Glossary: subjunctive

Explanation

In some languages, the inflections of a verb include a large range of special forms which are used typically in subordinate clauses, and are called 'subjunctives'. English has very few such forms and those it has tend to be used in rather formal styles.

  • The school requires that all pupils be honest.
  • The school rules demand that pupils not enter the gym at lunchtime.
  • If Zoë were the class president, things would be much better.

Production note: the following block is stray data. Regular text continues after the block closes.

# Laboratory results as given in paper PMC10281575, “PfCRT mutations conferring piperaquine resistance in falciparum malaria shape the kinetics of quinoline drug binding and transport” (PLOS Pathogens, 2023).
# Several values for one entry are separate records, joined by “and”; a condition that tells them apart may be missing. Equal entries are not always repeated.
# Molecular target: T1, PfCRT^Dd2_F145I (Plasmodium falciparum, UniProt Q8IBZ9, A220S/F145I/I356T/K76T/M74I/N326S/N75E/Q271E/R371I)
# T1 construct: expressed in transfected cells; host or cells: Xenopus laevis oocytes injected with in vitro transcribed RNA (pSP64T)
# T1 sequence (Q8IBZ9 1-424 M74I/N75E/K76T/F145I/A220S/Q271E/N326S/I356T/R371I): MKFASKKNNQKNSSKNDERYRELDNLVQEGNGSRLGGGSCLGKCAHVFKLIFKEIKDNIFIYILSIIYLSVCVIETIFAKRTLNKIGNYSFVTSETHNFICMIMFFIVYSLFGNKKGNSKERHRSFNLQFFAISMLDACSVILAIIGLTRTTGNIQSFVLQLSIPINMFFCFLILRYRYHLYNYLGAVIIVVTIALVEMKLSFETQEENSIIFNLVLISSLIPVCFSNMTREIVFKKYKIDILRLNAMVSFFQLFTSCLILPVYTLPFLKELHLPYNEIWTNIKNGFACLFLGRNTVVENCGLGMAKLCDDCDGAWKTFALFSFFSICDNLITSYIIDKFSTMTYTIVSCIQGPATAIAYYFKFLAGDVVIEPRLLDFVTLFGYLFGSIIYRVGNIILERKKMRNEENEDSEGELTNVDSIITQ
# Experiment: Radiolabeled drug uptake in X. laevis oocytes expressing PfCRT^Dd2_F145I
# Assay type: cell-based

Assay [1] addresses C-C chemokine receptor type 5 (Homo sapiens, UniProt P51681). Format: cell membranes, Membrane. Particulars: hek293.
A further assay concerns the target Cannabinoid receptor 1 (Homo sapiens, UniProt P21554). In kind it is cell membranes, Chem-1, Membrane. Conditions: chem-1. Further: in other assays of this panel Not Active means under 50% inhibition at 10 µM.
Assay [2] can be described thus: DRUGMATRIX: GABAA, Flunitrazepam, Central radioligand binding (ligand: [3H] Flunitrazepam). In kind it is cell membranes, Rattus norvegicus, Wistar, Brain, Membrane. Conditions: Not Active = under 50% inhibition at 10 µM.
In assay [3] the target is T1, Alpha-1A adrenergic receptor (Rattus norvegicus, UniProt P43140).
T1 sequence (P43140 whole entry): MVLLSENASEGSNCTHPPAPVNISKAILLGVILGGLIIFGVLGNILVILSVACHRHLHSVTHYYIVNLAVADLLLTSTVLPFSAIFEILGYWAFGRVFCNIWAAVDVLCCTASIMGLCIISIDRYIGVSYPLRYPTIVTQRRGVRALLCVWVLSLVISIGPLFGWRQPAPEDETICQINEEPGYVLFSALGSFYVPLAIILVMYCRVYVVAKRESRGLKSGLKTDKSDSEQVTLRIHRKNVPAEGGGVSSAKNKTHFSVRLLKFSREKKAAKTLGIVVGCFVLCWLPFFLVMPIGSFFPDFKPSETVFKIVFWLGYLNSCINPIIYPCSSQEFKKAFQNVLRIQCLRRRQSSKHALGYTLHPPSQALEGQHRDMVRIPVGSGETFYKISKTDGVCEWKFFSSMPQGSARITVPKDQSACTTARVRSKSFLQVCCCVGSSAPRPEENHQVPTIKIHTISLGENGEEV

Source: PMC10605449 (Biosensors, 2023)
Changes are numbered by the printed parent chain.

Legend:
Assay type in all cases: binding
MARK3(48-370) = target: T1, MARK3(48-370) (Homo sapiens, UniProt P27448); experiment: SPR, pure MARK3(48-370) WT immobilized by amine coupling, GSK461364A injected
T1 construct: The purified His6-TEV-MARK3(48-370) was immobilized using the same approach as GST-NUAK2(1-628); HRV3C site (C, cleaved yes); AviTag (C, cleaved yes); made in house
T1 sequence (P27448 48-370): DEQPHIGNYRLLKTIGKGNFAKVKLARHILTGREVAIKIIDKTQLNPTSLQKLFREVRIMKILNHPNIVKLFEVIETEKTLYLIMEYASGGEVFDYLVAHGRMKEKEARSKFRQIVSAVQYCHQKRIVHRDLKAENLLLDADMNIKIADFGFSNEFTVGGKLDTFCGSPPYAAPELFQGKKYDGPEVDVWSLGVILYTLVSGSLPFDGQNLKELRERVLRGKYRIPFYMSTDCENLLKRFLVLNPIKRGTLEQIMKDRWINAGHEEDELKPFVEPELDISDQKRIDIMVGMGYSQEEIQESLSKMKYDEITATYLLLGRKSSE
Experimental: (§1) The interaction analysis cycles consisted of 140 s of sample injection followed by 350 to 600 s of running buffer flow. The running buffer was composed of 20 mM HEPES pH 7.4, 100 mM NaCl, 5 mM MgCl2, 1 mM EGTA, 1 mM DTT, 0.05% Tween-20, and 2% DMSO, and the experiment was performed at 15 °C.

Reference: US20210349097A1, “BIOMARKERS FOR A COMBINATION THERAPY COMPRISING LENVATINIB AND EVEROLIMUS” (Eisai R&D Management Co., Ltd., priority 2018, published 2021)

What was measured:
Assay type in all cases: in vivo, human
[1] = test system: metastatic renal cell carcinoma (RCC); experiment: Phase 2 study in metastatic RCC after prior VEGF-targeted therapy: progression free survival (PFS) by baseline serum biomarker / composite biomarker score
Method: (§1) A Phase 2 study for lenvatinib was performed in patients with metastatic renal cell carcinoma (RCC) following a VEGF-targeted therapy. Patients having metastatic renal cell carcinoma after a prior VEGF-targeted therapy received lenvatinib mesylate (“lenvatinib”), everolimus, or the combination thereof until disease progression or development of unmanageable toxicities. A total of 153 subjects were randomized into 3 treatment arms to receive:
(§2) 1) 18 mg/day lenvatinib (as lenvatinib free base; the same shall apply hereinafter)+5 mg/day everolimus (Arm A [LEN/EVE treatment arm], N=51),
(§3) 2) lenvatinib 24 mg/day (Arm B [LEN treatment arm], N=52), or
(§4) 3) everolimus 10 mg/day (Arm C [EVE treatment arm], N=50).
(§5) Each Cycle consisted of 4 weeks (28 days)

Subjunctive verbs are triggered by adjectives such as necessary, imperative, crucial, or by verbs such as demand, require, insist, etc. When the subjunctive verb has a third person singular subject, it does not take the -s inflection.

  • I insist that he leave at once.
  • We stipulated that she take a French course.

Many grammarians now take the view that English does not have a subjunctive mood.

»

Englicious contains many resources for English language in schools, but the vast majority of them require you to register and log in first. For more information, see What is Englicious?

Englicious (C) Survey of English Usage, UCL, 2012-15 | Supported by the AHRC and EPSRC. | Cookies